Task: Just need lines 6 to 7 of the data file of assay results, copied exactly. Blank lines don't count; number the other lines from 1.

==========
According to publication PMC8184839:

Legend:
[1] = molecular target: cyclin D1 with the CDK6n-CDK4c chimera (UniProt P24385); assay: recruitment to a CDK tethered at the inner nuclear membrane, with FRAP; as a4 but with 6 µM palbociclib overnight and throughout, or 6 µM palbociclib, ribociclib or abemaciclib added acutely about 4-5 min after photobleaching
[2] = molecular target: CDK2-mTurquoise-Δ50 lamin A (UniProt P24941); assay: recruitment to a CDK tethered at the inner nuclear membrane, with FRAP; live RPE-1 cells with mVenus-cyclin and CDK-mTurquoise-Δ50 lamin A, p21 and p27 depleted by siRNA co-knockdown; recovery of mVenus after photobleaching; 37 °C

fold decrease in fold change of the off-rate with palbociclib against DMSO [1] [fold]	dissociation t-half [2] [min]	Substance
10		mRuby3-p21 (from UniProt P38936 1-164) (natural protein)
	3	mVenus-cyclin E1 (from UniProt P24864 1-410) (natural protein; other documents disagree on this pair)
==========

10		mRuby3-p21 (from UniProt P38936 1-164) (natural protein)
	3	mVenus-cyclin E1 (from UniProt P24864 1-410) (natural protein; other documents disagree on this pair)